There are classic recipes that many restaurants in New York City have, but they don’t date back to over five centuries ago. Can you actually make something from that long ago and make it not only modern, but taste good? This was the test that I experienced when I hopped on bus and headed to the East Village to dine and dish at Tramonti Pizza, located at 130 St. Mark’s Place.
Owned and headed by Chef Giovanni Vittorio Tagliafierro, Tramonti Pizzeria goes beyond the norm of what good Italian cuisine can be with his inventive dishes, many of which I have never tried before. And coming from someone who has had his fair share of delicious and authentic Italian food, that is truly saying a lot.
Chef Giovanni provided myself and a guest with three unique and absolutely heavenly dishes that show what a force he is when it comes to providing Italian cuisine in the best way possible. This goes for the pizza, pasta, and dessert where for the first time I had a chocolate dish with, get ready for this… eggplant!
The first dish that we were presented with was their ‘Ndunderi, a kind of gnocchi made with fresh ricotta, considered to be by UNESCO “one of the oldest types of pasta in the world”. With some of the best sauce I have ever had, the nnunderi was a great example of a gnocci with a twist, and given how cold the weather is getting out there, was a great dish to warm you up and keep you satisfied.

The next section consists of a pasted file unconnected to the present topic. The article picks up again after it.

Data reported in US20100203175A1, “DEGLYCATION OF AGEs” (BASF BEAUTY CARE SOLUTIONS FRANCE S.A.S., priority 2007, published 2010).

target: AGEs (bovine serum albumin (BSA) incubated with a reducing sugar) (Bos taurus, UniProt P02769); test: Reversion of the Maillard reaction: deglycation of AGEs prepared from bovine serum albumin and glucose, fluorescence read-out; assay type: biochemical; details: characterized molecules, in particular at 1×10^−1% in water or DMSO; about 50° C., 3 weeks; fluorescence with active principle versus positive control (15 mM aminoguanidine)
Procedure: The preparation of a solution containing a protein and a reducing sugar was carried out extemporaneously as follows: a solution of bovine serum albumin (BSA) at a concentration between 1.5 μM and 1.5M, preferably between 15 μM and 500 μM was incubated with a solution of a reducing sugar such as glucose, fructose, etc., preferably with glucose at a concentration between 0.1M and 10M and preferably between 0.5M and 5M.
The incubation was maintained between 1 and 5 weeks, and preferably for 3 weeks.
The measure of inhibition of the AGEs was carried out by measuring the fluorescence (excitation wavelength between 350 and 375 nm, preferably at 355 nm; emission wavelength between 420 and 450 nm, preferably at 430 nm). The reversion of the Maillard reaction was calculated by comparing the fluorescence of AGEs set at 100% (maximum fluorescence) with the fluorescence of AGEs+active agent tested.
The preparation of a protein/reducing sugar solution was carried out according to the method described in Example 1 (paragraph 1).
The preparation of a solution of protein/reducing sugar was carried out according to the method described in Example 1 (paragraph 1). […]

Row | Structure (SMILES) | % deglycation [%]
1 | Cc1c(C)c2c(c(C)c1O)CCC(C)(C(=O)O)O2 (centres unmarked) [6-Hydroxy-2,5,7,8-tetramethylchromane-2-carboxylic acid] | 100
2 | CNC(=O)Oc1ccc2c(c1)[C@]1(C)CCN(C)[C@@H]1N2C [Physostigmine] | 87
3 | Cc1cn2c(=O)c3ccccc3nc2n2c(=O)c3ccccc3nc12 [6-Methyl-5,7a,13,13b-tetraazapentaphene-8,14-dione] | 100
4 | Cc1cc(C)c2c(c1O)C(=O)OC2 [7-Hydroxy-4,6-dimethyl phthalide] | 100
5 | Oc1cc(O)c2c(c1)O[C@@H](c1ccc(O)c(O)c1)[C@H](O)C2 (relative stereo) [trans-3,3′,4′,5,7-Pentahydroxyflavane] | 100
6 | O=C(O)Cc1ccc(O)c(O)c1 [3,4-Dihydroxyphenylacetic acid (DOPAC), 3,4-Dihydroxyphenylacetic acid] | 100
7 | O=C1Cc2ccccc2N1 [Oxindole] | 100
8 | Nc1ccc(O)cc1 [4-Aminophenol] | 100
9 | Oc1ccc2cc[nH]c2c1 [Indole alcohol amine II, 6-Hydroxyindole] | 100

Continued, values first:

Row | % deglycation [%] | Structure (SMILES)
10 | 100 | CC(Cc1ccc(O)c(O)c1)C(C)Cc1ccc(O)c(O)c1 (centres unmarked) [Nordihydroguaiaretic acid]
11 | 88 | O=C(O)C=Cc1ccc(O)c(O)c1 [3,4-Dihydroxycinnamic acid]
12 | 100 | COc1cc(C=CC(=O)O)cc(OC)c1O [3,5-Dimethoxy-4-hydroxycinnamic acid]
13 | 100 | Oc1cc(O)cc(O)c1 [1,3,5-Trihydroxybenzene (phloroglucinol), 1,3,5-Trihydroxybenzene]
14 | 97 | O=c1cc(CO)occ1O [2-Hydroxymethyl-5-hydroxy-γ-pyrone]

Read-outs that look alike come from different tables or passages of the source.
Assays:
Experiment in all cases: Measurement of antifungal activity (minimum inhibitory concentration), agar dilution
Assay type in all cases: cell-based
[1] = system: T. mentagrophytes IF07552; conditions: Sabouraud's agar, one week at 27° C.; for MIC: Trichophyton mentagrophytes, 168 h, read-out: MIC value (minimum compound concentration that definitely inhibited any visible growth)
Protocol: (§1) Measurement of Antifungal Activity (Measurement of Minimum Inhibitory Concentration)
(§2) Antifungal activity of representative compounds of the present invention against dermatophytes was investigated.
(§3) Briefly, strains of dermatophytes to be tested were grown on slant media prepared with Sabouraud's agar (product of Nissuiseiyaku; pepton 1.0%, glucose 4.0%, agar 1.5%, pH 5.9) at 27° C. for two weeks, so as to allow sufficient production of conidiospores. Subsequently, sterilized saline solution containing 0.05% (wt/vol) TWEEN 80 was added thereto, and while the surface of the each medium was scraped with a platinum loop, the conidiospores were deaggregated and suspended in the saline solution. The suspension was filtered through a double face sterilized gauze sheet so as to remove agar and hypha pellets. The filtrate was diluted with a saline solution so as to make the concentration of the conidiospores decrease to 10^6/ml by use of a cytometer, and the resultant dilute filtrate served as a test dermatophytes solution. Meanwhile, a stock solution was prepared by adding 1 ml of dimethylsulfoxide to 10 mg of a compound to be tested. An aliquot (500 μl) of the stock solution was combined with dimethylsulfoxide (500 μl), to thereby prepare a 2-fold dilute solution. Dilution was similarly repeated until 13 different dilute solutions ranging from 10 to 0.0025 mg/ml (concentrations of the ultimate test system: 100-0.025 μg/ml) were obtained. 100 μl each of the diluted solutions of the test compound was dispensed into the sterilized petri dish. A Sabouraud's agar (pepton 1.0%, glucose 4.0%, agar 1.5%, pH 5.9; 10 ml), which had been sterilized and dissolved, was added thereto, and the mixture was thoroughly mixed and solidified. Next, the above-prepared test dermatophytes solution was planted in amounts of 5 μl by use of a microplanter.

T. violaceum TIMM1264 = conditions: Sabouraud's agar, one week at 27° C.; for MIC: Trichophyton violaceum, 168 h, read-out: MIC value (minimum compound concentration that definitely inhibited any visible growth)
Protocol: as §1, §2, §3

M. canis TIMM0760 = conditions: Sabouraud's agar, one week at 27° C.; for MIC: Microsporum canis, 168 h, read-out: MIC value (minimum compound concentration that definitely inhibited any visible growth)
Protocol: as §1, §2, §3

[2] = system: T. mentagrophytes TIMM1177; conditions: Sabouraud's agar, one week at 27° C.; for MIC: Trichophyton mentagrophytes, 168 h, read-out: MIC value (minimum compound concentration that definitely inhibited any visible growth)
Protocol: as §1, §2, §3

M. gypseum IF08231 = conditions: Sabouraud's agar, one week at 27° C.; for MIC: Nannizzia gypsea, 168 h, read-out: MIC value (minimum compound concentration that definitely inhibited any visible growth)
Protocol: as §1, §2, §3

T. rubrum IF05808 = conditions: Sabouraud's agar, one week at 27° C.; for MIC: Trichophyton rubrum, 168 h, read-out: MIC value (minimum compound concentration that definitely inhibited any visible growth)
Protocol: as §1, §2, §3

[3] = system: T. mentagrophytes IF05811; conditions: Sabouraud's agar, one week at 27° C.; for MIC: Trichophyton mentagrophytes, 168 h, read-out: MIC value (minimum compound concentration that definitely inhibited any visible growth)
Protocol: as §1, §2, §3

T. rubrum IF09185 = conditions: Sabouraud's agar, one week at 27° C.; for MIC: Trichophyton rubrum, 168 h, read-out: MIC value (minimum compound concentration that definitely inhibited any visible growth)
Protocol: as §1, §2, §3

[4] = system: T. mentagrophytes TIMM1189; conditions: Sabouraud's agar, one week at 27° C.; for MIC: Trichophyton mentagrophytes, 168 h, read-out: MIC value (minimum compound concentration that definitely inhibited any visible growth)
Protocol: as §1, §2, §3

I have always been a huge fan of the calzone, but I have never seen one presented this majestically to me that it almost made me shed a tear. The Calzone Tramonti is one for the ages, and for your mouth to devour, as it comes with light tomato pulp, smoked provola, mozzarella, hot soppressata and black pepper. Hands down the best calzone I have ever had in my entire life, and I really do mean that. When you combine some incredibly fresh and authentic cheeses with a meat as incredible as the soppressata inside the breadiness that comes with a calzone, then you have no other choice but to open wide and be happy with the end result.
Now, onto the Chocolate Eggplant for dessert, or as it’s properly called “melanzane dolci” which translates to “sweet eggplant.” This may be a acquired taste for some, but not for me, as I really thought I was just going to eat an overtly sweet eggplant but that couldn’t be far from the case. They really did a good job of blending both, where neither overpowered the other, and I would definitely go back for seconds as it was out of this world fantastic.
For more information on Tramonti Pizza, please check out their official website.